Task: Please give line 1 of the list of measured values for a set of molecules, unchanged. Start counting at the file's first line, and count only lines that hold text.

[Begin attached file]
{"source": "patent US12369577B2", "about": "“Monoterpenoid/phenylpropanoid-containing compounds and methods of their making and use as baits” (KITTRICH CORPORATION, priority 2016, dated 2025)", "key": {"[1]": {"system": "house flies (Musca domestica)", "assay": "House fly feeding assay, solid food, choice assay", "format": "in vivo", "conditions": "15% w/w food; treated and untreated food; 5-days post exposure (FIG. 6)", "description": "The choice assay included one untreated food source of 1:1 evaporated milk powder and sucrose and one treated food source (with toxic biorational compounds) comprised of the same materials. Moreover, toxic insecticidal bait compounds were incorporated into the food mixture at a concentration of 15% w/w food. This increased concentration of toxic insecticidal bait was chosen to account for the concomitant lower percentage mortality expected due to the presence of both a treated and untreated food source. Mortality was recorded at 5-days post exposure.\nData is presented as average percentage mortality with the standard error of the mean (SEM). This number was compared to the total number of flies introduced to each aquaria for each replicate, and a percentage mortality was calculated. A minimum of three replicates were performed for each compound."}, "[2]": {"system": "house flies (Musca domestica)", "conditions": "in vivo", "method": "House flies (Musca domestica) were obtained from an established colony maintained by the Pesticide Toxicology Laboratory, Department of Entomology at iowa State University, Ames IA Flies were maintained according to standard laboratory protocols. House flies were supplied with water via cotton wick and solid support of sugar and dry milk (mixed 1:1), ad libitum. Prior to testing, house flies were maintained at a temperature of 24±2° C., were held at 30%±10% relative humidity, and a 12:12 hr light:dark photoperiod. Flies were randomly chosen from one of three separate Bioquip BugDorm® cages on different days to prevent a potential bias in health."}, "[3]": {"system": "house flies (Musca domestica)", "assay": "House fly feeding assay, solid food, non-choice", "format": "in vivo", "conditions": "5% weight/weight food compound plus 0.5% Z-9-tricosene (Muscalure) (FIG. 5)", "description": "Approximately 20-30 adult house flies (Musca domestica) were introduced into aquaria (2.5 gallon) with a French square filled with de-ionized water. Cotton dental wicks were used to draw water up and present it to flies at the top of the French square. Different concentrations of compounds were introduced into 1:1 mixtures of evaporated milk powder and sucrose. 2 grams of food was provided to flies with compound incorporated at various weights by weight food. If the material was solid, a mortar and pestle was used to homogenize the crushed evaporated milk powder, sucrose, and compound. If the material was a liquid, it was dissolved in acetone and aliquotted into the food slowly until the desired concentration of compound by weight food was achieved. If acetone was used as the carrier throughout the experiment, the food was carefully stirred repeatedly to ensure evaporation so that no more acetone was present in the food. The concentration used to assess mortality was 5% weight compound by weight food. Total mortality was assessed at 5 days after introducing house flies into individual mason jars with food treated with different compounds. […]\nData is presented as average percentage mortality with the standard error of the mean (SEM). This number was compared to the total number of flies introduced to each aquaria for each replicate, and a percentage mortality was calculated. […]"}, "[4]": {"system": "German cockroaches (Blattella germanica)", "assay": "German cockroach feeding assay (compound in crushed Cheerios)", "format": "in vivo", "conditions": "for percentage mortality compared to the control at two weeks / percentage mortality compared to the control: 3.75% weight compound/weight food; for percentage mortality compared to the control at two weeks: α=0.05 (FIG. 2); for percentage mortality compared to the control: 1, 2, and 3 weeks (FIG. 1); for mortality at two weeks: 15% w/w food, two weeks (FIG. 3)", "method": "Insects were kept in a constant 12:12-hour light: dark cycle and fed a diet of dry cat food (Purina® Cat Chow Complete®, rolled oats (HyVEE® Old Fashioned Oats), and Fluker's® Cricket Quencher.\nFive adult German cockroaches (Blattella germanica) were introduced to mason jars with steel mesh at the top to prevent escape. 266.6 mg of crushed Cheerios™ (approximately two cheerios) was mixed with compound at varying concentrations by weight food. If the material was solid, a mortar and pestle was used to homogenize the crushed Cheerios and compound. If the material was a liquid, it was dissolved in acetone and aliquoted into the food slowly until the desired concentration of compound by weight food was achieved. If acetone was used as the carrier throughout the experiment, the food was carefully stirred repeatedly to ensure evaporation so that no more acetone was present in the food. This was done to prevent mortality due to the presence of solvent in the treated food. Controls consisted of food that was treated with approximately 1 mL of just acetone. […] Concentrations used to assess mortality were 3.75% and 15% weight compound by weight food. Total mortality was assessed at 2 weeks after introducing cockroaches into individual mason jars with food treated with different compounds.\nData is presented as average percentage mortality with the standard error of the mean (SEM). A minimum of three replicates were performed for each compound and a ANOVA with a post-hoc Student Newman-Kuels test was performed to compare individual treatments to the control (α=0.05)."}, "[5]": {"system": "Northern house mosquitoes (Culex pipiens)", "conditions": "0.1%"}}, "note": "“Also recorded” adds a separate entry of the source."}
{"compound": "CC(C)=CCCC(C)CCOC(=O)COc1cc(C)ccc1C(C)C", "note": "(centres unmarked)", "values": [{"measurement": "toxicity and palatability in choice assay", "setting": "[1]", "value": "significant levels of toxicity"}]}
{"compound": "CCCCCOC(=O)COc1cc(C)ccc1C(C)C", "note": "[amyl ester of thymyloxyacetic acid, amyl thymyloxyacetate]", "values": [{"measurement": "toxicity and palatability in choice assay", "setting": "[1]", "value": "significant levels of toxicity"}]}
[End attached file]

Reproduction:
{"source": "patent US12369577B2", "about": "“Monoterpenoid/phenylpropanoid-containing compounds and methods of their making and use as baits” (KITTRICH CORPORATION, priority 2016, dated 2025)", "key": {"[1]": {"system": "house flies (Musca domestica)", "assay": "House fly feeding assay, solid food, choice assay", "format": "in vivo", "conditions": "15% w/w food; treated and untreated food; 5-days post exposure (FIG. 6)", "description": "The choice assay included one untreated food source of 1:1 evaporated milk powder and sucrose and one treated food source (with toxic biorational compounds) comprised of the same materials. Moreover, toxic insecticidal bait compounds were incorporated into the food mixture at a concentration of 15% w/w food. This increased concentration of toxic insecticidal bait was chosen to account for the concomitant lower percentage mortality expected due to the presence of both a treated and untreated food source. Mortality was recorded at 5-days post exposure.\nData is presented as average percentage mortality with the standard error of the mean (SEM). This number was compared to the total number of flies introduced to each aquaria for each replicate, and a percentage mortality was calculated. A minimum of three replicates were performed for each compound."}, "[2]": {"system": "house flies (Musca domestica)", "conditions": "in vivo", "method": "House flies (Musca domestica) were obtained from an established colony maintained by the Pesticide Toxicology Laboratory, Department of Entomology at iowa State University, Ames IA Flies were maintained according to standard laboratory protocols. House flies were supplied with water via cotton wick and solid support of sugar and dry milk (mixed 1:1), ad libitum. Prior to testing, house flies were maintained at a temperature of 24±2° C., were held at 30%±10% relative humidity, and a 12:12 hr light:dark photoperiod. Flies were randomly chosen from one of three separate Bioquip BugDorm® cages on different days to prevent a potential bias in health."}, "[3]": {"system": "house flies (Musca domestica)", "assay": "House fly feeding assay, solid food, non-choice", "format": "in vivo", "conditions": "5% weight/weight food compound plus 0.5% Z-9-tricosene (Muscalure) (FIG. 5)", "description": "Approximately 20-30 adult house flies (Musca domestica) were introduced into aquaria (2.5 gallon) with a French square filled with de-ionized water. Cotton dental wicks were used to draw water up and present it to flies at the top of the French square. Different concentrations of compounds were introduced into 1:1 mixtures of evaporated milk powder and sucrose. 2 grams of food was provided to flies with compound incorporated at various weights by weight food. If the material was solid, a mortar and pestle was used to homogenize the crushed evaporated milk powder, sucrose, and compound. If the material was a liquid, it was dissolved in acetone and aliquotted into the food slowly until the desired concentration of compound by weight food was achieved. If acetone was used as the carrier throughout the experiment, the food was carefully stirred repeatedly to ensure evaporation so that no more acetone was present in the food. The concentration used to assess mortality was 5% weight compound by weight food. Total mortality was assessed at 5 days after introducing house flies into individual mason jars with food treated with different compounds. […]\nData is presented as average percentage mortality with the standard error of the mean (SEM). This number was compared to the total number of flies introduced to each aquaria for each replicate, and a percentage mortality was calculated. […]"}, "[4]": {"system": "German cockroaches (Blattella germanica)", "assay": "German cockroach feeding assay (compound in crushed Cheerios)", "format": "in vivo", "conditions": "for percentage mortality compared to the control at two weeks / percentage mortality compared to the control: 3.75% weight compound/weight food; for percentage mortality compared to the control at two weeks: α=0.05 (FIG. 2); for percentage mortality compared to the control: 1, 2, and 3 weeks (FIG. 1); for mortality at two weeks: 15% w/w food, two weeks (FIG. 3)", "method": "Insects were kept in a constant 12:12-hour light: dark cycle and fed a diet of dry cat food (Purina® Cat Chow Complete®, rolled oats (HyVEE® Old Fashioned Oats), and Fluker's® Cricket Quencher.\nFive adult German cockroaches (Blattella germanica) were introduced to mason jars with steel mesh at the top to prevent escape. 266.6 mg of crushed Cheerios™ (approximately two cheerios) was mixed with compound at varying concentrations by weight food. If the material was solid, a mortar and pestle was used to homogenize the crushed Cheerios and compound. If the material was a liquid, it was dissolved in acetone and aliquoted into the food slowly until the desired concentration of compound by weight food was achieved. If acetone was used as the carrier throughout the experiment, the food was carefully stirred repeatedly to ensure evaporation so that no more acetone was present in the food. This was done to prevent mortality due to the presence of solvent in the treated food. Controls consisted of food that was treated with approximately 1 mL of just acetone. […] Concentrations used to assess mortality were 3.75% and 15% weight compound by weight food. Total mortality was assessed at 2 weeks after introducing cockroaches into individual mason jars with food treated with different compounds.\nData is presented as average percentage mortality with the standard error of the mean (SEM). A minimum of three replicates were performed for each compound and a ANOVA with a post-hoc Student Newman-Kuels test was performed to compare individual treatments to the control (α=0.05)."}, "[5]": {"system": "Northern house mosquitoes (Culex pipiens)", "conditions": "0.1%"}}, "note": "“Also recorded” adds a separate entry of the source."}